Hamied is the chairman and managing director of Cipla, the giant Indian generic drug manufacturer. A small man with thinning white hair and well-tailored suits, Hamied has become something of an international public-health hero. In September 2000, Hamied walked into an international meeting on AIDS and other diseases and promised to sell a cocktail of AIDS drugs for about $600 per patient per year, a fraction of the price then being offered by large drug makers. “Friends,” he told the crowd, “I represent the needs and aspirations of the third world. I represent the capabilities of the third world, and above all I represent an opportunity.”
Until Hamied’s announcement, most leaders and even many charitable organizations had dismissed the possibility of treating impoverished Africans and Asians who were infected with H.I.V. Drug combinations that kept the infection at bay cost upward of $15,000 per year, a price even those in rich nations strained to bear. But by defying Western companies that held the patents on the medicines, Hamied, whose offer was later lowered to $350 and then to $80, changed everything.
Hamied certainly saved many lives and, in doing so, demonstrated just how cheaply effective drugs could be made. Today, as more and more drug makers are seeking out Chinese and Indian manufacturers, the prices for all kinds of generic drugs have dropped. A result has been lower prices in industrial nations as well as the developing world. The A.A.R.P. announced earlier this year that the prices of 185 widely used generic drugs dropped nearly 10 percent last year while those of the 220 most commonly used brand-name drugs rose 7 percent.
If not for the low prices from Chinese and Indian producers, millions of people around the world would likely go untreated. And in the United States, buying generic drugs produced abroad is one way to tamp down the exploding health care costs confronting companies and individuals. But there is a hazard: without proper regulation, some of those drugs could be either ineffective or dangerous. A 2006 study found that more than half of anti-malarial drugs sold in Southeast Asia contained no active ingredients. The World Health Organization has estimated that as much as 10 percent of pharmaceuticals sold worldwide are counterfeit or contaminated. In some poor countries, the share is more than 30 percent.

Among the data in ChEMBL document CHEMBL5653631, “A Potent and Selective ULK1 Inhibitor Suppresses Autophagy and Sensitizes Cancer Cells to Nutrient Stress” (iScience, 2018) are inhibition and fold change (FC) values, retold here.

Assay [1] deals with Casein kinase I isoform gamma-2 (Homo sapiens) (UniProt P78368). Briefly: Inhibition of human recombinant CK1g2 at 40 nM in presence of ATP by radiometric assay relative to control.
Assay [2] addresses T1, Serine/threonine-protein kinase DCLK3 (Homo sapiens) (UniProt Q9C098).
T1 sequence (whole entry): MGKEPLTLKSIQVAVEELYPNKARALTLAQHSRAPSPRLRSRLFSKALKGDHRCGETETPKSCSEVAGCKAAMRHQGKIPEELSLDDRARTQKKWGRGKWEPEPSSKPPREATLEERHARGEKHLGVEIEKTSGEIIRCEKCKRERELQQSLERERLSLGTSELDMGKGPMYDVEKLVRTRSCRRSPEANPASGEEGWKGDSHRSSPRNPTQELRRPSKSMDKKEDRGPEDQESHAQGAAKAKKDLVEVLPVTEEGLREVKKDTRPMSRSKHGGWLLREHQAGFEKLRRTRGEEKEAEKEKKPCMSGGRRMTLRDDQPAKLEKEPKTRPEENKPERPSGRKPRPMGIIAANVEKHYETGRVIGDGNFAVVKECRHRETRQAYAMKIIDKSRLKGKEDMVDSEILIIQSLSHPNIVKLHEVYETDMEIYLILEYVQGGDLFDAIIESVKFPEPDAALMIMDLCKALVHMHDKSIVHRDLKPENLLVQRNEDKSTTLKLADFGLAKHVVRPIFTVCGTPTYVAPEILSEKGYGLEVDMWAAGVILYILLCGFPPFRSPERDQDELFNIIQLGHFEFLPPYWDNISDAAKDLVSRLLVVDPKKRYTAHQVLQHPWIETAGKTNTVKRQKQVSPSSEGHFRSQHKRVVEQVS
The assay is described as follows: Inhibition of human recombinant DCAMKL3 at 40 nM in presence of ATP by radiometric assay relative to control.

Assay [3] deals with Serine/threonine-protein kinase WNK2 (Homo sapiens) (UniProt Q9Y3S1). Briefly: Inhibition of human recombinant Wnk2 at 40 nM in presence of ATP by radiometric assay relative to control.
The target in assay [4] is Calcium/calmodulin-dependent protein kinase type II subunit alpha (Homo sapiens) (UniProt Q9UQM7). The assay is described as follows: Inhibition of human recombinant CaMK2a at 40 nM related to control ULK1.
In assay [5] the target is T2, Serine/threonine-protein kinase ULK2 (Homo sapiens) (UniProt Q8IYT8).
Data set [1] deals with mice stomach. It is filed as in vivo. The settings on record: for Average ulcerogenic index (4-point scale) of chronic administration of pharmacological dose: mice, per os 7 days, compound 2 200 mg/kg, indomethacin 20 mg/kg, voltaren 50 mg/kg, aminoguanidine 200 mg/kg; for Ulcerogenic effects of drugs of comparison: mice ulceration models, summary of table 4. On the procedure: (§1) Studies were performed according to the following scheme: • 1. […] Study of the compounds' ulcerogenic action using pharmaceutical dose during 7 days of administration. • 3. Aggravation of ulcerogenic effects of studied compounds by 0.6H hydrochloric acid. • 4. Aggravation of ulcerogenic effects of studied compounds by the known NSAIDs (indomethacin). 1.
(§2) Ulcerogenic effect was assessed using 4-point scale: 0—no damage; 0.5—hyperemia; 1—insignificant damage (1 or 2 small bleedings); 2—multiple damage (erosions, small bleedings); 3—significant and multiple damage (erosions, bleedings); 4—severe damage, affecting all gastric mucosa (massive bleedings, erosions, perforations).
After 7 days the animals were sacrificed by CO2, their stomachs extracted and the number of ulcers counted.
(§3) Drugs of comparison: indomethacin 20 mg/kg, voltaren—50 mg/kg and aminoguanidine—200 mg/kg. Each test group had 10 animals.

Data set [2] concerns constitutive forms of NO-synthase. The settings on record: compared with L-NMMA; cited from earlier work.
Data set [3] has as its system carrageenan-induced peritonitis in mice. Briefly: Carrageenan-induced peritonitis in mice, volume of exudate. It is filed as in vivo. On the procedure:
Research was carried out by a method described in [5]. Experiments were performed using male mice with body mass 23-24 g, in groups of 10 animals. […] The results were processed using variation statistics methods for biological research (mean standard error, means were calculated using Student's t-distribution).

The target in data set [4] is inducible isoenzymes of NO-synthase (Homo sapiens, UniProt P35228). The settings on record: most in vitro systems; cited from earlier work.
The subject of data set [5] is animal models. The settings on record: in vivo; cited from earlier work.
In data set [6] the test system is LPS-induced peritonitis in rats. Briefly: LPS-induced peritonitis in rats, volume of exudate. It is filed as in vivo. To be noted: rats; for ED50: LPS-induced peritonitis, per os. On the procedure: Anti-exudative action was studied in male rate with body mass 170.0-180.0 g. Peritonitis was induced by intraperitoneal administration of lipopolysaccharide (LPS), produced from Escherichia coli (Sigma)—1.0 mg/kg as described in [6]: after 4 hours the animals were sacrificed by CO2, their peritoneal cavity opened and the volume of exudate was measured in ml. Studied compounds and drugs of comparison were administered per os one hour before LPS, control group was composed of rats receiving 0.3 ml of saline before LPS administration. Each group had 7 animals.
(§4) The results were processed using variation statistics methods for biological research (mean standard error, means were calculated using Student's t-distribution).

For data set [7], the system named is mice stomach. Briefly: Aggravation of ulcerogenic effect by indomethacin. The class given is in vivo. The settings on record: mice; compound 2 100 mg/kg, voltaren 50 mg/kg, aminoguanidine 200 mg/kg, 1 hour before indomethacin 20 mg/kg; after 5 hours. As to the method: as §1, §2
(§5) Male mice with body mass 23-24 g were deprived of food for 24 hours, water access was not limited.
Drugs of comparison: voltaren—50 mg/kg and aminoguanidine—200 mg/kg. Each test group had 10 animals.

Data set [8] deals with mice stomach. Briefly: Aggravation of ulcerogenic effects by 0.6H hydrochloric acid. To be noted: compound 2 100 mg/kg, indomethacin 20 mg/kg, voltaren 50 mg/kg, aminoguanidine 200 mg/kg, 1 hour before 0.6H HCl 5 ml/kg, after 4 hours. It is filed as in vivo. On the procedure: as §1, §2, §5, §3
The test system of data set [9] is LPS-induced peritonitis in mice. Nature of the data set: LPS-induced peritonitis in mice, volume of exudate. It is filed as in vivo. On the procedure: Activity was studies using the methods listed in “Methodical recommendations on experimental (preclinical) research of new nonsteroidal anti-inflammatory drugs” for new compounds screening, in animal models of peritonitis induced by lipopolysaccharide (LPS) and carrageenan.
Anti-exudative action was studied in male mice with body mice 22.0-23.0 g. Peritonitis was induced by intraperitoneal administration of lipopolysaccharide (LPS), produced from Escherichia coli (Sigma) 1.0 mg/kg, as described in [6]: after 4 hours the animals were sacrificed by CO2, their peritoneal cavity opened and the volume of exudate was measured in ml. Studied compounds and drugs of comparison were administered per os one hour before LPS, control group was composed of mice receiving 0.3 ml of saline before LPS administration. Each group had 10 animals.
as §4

At lunch, Hamied said that his plants are inspected routinely, and he provided an extensive schedule of inspections. Indeed, international drug buyers say that getting a few days to audit a Cipla facility can be difficult because, as a crucial supplier to dozens of companies across the world, the Indian drug maker hosts a never-ending stream of inspectors and auditors. But like everyone else, Cipla acquires an increasing share of its drug ingredients from plants in China. “Yes, I’ve heard all those stories about problems in Chinese plants,” Hamied said. But he added that he trusted his Chinese partners.
Many international drug buyers said that they are far more comfortable buying from Indian companies than Chinese ones. Language is one reason, but another is that corruption is not as endemic in India. “We haven’t had the problems with the Indians that we’ve had with the Chinese,” says William F. Haddad, chairman and chief executive of Biogenerics. “There’s something missing in China, and it has a lot to do with corruption.”
But a few weeks after my lunch with Hamied, the U.S. Justice Department announced that it had opened a criminal investigation of Ranbaxy, the largest Indian drug maker, with $390 million in annual sales in the United States. In a motion filed in federal court in Maryland, the Justice Department accused Ranbaxy of “a pattern of systemic fraudulent conduct,” including filing fabricated drug data to the F.D.A. and using drug ingredients from unapproved and uninspected plants. AIDS drugs purchased by the President’s Emergency Plan for AIDS Relief were among the medicines implicated, the Justice Department charged. Leaders of a House committee sent the F.D.A. a letter in July saying that court documents showed that the agency’s officials knew of the allegations for 18 months but did nothing. In September, the F.D.A. banned imports of more than 30 generic drugs made by Ranbaxy, citing violations that could lead to contamination and allergic reactions.